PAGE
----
The Incas first had horses only after the Spanish arrived in Peru. Before that the Incas used the llama for transportation purposes. Since they did not have horses then, Inca's walked the trails with the llama as a companion. The Inca roads were used by people to relay messages, which were carried via books, a knotted cord called the quipu, and by memory. The trails were also used for the transportation of goods. The Inca system traverses the Andes mountains and reaches a height of 5,000m above the sea level. The trail begins in Ecuador, passing through Cusco and in what is now Tucuman, Argentina. The coastal trail, El Camino de la Costa, which is 4,000 km in length was linked with Camino Real by many other routes and ran parallel to the sea.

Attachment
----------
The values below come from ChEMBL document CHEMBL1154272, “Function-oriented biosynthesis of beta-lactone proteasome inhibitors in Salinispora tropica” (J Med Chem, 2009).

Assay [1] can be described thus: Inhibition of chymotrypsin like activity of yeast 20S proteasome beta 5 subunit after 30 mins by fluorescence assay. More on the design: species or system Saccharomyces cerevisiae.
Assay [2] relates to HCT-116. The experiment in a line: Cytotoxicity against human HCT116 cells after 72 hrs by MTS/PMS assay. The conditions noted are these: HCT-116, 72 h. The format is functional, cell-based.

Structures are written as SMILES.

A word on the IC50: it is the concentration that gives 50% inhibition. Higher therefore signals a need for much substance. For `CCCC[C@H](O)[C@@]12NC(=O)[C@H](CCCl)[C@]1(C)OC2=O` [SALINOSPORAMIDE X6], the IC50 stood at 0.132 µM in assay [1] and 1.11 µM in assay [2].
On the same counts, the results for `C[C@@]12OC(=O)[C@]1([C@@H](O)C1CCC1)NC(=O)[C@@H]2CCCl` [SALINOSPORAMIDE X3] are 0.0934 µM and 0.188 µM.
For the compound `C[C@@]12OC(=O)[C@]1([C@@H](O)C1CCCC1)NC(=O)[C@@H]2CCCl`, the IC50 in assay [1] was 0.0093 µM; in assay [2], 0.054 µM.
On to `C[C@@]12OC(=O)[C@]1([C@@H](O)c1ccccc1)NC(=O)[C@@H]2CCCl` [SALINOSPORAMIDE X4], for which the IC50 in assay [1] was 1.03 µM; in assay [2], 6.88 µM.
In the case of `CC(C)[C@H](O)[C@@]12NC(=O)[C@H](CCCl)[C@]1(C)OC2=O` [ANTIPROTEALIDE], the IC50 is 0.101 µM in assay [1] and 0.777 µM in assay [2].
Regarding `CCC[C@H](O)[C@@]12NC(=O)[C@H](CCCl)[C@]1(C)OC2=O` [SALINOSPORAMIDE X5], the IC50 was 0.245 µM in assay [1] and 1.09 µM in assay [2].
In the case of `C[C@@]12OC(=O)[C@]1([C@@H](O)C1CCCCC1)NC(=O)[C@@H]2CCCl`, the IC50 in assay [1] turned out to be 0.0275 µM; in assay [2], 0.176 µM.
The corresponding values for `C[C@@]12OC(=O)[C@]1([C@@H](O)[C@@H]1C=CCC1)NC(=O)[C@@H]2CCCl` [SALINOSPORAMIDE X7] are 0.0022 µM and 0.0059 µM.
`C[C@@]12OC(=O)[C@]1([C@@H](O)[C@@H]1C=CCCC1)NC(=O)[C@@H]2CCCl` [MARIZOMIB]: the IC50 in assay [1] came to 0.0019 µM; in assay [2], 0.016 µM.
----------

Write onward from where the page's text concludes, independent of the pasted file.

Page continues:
Horses originated on the North American continent. But during the last ice age (!5,000-10,000 years ago), the species migrated back to Asia over the Bering Strait ice bridge, and they disappeared from the Western Hemisphere. Not until the Spaniards arrived in the early 16th century did horses return to their ancestral grounds. Precolumbian people, including the Incas, did not have animals large enough to be ridden. Llamas -- called "the ship of the Andes"-- could only carry up to about 60 pounds, not an adult human's weight. So they were only used as pack animals. Consequently, there were no road per se in the Americas, only trails for llamas and humans, such as the famed Inca Trail leading to Macchu Picchu. Precolumbian people also did not develop the concept of a large wheeled vehicle with an axle strong enough to bear substantial weight. However, they did produce wheeled toys; an example is a small toy dog in the Rufino Tamayo Museum in Oaxaca, Mexico. North American Indians used dogs as pack animals and also fashioned travois: Two long poles attached to the dogs sides on one end, and meeting in a point at the other, with a hide platform stretched between for gear. Once horses were reintroduced, Indians quickly saw their advantage for hunting, transport, nd warfare, with the U.S. Great Plains peoples becoming the most adept horsemen and horse traders. One of the ways archaeologists date rock art is if horses are included in the images; if so, they are post-16th century.